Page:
I know where and when he died and much about his wife and children because I have his last will and testament and have seen the headstone over his grave. It doesn’t include much detail: “JOHN HAYS (line) DIED (line) Sept. 25, 1840 (line) Aged 45 years” The only reason I believe that he was born in Hinesburg, VT is from the 1922 death notice of his youngest son, John B. Hays (1837-1922).

Yesterday, I focused on trying to find a record of his birth by hunting for an official record from Chittenden county in Vermont in the latter 1700s. What if his birth was recorded as being in Burlington instead of Hinesburg? What if he wasn’t 45 years old in 1840?

What if the archivists were not entirely precise in their record-keeping?

Here are some issues that are complicating my search:

  • Using search features of online genealogy sites relies on the interpretation of humans who have typed out the archaic cursive handwriting of census recorders and town clerks. I have seen instances of mistakes. Just because a search brings up no results doesn’t mean an actual record doesn’t exist.
  • I may find a record with a name I’m seeking, but if there is incomplete information recorded in the other fields of that record, it isn’t very reliable.

The record above is one of very few with 1795 as date of birth. Anecdotally, I can say that Vermont had a bit of a baby boom around 1858-1861.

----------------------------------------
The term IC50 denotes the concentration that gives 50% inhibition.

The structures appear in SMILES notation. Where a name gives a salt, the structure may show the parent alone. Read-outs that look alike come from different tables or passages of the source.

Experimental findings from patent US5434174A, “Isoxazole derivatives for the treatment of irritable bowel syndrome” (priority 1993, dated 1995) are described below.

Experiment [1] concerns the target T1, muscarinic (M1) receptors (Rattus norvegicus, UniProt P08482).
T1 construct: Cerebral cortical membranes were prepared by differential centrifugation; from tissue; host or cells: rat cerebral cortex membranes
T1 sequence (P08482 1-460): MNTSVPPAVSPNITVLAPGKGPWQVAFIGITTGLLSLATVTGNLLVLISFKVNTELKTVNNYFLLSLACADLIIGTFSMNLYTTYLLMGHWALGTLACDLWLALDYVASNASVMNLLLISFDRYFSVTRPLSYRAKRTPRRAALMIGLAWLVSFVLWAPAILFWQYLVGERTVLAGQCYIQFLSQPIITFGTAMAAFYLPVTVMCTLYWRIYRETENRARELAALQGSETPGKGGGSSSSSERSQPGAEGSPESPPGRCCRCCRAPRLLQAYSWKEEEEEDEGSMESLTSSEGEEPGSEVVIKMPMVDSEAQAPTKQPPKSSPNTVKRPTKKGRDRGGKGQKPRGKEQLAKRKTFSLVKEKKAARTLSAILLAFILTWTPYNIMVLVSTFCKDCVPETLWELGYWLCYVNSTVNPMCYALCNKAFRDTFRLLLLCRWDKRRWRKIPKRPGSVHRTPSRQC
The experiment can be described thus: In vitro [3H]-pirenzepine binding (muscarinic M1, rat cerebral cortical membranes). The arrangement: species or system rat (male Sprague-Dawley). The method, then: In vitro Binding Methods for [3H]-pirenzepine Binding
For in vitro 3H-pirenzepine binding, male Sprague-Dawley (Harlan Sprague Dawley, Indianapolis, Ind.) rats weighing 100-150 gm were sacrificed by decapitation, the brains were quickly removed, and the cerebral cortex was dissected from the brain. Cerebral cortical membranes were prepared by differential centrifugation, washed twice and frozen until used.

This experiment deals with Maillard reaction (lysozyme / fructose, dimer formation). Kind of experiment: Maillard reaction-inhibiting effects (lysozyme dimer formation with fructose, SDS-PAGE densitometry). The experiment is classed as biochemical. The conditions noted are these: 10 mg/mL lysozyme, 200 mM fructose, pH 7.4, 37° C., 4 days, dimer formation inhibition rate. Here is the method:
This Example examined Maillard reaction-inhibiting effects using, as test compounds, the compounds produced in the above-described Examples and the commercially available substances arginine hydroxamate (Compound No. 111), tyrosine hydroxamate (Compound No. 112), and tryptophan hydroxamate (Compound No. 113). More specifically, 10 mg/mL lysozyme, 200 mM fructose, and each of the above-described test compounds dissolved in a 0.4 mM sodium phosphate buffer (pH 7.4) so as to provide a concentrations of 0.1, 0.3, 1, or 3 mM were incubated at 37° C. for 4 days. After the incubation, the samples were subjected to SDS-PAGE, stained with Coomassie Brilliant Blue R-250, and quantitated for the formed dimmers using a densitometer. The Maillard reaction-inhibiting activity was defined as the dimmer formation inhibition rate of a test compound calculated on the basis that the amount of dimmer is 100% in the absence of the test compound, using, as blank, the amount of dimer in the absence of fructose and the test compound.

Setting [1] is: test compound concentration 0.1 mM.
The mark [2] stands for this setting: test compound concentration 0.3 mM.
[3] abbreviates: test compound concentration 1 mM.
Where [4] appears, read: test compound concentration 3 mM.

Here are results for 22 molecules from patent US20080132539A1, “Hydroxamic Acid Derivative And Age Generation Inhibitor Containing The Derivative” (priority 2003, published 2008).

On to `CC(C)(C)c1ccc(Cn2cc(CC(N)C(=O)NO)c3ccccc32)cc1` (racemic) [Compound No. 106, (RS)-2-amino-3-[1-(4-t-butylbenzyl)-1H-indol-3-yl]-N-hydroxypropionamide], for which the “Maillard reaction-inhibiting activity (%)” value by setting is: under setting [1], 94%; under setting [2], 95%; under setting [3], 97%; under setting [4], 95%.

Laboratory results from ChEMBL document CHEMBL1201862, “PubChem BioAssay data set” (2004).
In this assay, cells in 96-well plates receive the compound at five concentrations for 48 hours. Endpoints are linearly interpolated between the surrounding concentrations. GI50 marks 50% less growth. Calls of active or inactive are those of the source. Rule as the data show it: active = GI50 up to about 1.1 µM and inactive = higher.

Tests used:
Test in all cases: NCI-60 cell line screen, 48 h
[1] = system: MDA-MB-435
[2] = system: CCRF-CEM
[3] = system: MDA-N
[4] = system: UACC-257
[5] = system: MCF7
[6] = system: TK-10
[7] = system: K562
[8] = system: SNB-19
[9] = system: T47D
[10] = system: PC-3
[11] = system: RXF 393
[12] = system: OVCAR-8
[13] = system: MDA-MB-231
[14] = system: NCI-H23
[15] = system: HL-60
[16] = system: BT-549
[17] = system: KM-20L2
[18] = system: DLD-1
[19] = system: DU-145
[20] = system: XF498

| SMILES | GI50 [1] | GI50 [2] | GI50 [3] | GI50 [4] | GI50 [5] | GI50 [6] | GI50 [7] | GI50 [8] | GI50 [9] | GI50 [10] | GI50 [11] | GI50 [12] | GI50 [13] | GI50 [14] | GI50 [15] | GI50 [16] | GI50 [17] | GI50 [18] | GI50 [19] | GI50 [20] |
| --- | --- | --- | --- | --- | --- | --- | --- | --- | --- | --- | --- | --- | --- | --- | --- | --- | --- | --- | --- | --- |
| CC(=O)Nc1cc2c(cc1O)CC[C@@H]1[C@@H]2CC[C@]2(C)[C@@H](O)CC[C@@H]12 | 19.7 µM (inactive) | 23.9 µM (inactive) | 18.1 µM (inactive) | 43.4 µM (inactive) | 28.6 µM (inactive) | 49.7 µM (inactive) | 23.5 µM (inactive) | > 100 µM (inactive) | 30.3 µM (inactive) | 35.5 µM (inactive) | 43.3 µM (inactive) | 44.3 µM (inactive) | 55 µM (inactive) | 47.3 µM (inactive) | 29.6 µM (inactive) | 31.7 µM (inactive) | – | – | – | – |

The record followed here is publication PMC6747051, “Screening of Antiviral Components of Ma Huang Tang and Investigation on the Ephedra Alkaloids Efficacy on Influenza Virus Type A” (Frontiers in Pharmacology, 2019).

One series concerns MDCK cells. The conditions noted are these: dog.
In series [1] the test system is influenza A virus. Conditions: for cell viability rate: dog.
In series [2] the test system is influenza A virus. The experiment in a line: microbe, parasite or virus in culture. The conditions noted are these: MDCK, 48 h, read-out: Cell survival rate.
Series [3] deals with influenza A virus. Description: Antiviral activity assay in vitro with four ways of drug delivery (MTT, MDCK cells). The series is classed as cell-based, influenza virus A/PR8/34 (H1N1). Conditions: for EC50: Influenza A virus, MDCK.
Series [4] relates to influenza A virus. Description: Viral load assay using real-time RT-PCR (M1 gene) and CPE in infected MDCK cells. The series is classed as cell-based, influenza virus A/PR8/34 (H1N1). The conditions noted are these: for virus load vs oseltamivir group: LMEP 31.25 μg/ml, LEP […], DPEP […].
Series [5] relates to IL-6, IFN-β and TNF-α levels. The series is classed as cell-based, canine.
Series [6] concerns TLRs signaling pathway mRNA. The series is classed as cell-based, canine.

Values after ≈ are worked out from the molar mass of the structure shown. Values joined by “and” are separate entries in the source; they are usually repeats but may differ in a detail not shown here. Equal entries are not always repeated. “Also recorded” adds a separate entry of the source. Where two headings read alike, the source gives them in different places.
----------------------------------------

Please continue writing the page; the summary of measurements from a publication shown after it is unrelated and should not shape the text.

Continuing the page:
Was this birth of Jonathon Hayes the mother’s first? We’ll never know by looking at this card. I can tell you that Mary and Eleazer Hayes did have other children because their names showed up on several other birth notices. I didn’t keep track because my confidence in this record is low.

Where were the parents from? Wish I knew.

Where did the birth occur? Luckily, they scanned both sides of the cards and the location is written there. It was Strafford, seventy miles away from Hinesburg, on the other side of the Green Mountains.

The records were “sorted” (imperfectly) alphabetically by the primary subject person. That resulted in a constant mix of birth, marriage, and death records, but frequently meant I could see the person born, get married, and die in three consecutive cards.

I searched for three primary spellings: Hay, Hayes, and Hays. I came across one card that had the father’s name spelled “Hays” and the just-born child written as “Hayes.”

One thing that inspired me when I started looking at these cards was the inclusion of birth records where there was no name given yet for the newborn. I never would have found these by only searching online digitized (transposed) information. If there was a nameless birth in 1795, that could have been my guy!

I didn’t find one.

My 4th-great grandparents Hays remain ghosts to me.